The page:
Lauren Schiller

Host, Inflection Point


Lauren Schiller is the creator and host of Inflection Point, a nationally syndicated weekly public radio show and podcast about how women rise up.

She comes by these conversations honestly: She was born into a long line of strong women role models who worked in business, arts, media, education and labor organizing. In the ’70s Lauren's mom took her to the march on Washington, D.C. in support of the Equal Rights Amendment. In the ’80s she was one of the first girls to join the Boys Club in Pittsburgh, PA (now Boys & Girls Club).

While getting her BA in Political Science from Vassar College, Lauren interned at a news radio station in Poughkeepsie reporting on local arts. After graduation a trip to Telluride, CO turned into a job at the Sheridan Opera House managing celebrities. She then went on to work for Chiat/Day New York, one of the world's most creative advertising agencies. Adopting their slogan “good enough is not enough” as her personal mantra, Lauren moved to the Bay Area and rose to the highest ranks of the industry to become the second female partner in her San Francisco ad firm. Lauren returned to her love of broadcasting when she created one of the first female-led podcasts in 2008, a show which ran for five years and was also syndicated on commercial radio and Comcast TV.

Lauren partnered with KALW to produce Inflection Point in 2015 and launched it during Women’s History Month. She created the program to share stories and insights we can apply to our own lives, and she created it for her daughters.


Ways to Connect

What's it take to get nominated into the National Women's Hall of Fame?

Many groups still feel excluded from the feminist movement. Teresa shares how feminism can be a value everyone can share--across races, sexuality, economics.

What is Inflection Point?

  Can Goldman Sachs change the lives of 10,000 women?

New York Public Media
Janice Yi

What does it mean to be an 'agent of change'? 

Is "average" so last century? 

Privacy is privacy right? 

Christina Stembel is disrupting the male-dominated and mostly imported flower industry with her company Farmgirl Flowers. She tells us how it all began.


Pioneers of radio storytelling, The Kitchen Sisters.

Meet the founder of a Bay Area non-profit, the Mosaic Project, that teaches all ages about conflict resolution, diversity, and inclusion, to achieve a peaceful society. 

The award-winning actress on her memoir "Dear Mr. You," her writing and what matters to her as a mother. 

Felicia Marcus tells us how she manages multiple interests for one of the earth's most precious (and dwindling) resources.

Meet one of the few to complete the Adventure Grand Slam--climbing the 7 highest peaks in the world.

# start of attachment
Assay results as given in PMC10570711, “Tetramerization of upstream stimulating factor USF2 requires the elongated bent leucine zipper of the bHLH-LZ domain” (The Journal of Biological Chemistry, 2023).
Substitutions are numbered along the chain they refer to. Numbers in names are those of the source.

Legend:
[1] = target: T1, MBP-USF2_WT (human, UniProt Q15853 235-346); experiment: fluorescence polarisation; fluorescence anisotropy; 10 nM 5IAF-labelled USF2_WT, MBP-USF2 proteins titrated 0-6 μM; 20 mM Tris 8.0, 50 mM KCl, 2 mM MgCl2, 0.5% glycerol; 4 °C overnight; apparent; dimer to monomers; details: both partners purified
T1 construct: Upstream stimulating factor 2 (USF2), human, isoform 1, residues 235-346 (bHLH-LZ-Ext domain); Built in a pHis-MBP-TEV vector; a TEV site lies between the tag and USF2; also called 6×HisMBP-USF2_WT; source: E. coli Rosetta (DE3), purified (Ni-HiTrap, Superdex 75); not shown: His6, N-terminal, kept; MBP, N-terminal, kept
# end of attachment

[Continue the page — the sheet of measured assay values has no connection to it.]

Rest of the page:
Black Virgins are not for Hipsters

Can women really "have it all?"

Only 6% of partners in Venture Capital firms are women. Meet the founder of all-female VC group Broadway Angels, who shares what it takes to fund and be funded.


Meet the actress, comedian, musician and author who created the viral video, "Sorry Babe, You're a Feminist" and more--on the value of keeping it fun and doing improv.

Mia Birdsong of Family Story is addressing the entrenched problem of poverty a new way--by starting with redefining what we think of as a 'traditional' family.   

Pam Scott is a philanthropist using human-centered design in sub-Saharan Africa to find ways to reduce the unwanted teen pregnancy rate there from 50% to a 'new normal.'

Help a Mother Out is a non-profit that provides access to diapers for families in need. 

How much of those "self-help" resources are helpful if you're in the middle of a millennial life crisis instead of a mid-life crisis? 

What if you could take a year off between high school and college to figure out how the world works, and your place in it---before moving into that Freshman dorm? 

This week, we uncover what makes for great investigative talking to two investigative journalists, of course. 

This week, we uncover what makes for great investigative talking to two investigative journalists, of course. 

Breast Cancer Action

In the 1940’s a woman’s chances of getting breast cancer was one in twenty. Now it’s one in eight, despite the billions of dollars spent on awareness and the search for a cure.

Sarah Silverman is a comedian, writer and TV star who has shocked many an audience with her outrageous humor. 

It's rare to find a female director who's been in the business for over 30 years—and still working. 

The causes of cancer seem to be everywhere. From makeup products, to the clothes we wear, and the furniture we buy. 

Is our energy infrastructure causing cancer? 

We all want our daughters to grow up strong and independent, but how do we ensure that 'having it all' doesn't mean 'doing it all'?